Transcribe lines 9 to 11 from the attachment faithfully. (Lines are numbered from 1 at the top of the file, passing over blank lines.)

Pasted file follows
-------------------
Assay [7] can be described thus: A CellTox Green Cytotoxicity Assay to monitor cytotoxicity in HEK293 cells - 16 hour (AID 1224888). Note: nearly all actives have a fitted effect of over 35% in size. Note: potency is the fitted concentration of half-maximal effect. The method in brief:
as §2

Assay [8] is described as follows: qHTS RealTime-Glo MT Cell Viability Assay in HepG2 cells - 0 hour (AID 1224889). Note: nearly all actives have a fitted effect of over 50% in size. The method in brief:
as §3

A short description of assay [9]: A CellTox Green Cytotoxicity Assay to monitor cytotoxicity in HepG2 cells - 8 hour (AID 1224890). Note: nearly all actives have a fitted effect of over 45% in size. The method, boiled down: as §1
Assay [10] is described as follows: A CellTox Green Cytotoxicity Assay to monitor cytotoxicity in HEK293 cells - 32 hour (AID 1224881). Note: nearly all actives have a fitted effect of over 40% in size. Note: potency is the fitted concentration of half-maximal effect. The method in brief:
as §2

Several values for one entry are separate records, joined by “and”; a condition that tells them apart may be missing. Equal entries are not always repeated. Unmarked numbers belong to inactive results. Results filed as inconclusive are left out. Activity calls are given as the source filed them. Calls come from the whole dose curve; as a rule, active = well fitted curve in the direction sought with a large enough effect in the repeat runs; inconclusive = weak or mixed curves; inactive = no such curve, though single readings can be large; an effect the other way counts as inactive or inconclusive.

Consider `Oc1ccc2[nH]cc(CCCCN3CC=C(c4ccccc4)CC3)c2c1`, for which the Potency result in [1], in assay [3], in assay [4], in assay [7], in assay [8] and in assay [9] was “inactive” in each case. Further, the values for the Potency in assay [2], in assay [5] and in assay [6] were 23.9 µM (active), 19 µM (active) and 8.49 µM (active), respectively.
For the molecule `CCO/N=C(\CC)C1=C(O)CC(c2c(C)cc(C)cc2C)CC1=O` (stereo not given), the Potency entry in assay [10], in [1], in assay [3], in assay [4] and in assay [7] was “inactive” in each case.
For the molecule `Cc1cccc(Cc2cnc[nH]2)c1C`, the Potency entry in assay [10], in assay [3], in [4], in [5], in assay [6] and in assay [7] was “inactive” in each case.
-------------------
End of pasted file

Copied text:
Consider `Oc1ccc2[nH]cc(CCCCN3CC=C(c4ccccc4)CC3)c2c1`, for which the Potency result in [1], in assay [3], in assay [4], in assay [7], in assay [8] and in assay [9] was “inactive” in each case. Further, the values for the Potency in assay [2], in assay [5] and in assay [6] were 23.9 µM (active), 19 µM (active) and 8.49 µM (active), respectively.
For the molecule `CCO/N=C(\CC)C1=C(O)CC(c2c(C)cc(C)cc2C)CC1=O` (stereo not given), the Potency entry in assay [10], in [1], in assay [3], in assay [4] and in assay [7] was “inactive” in each case.
For the molecule `Cc1cccc(Cc2cnc[nH]2)c1C`, the Potency entry in assay [10], in assay [3], in [4], in [5], in assay [6] and in assay [7] was “inactive” in each case.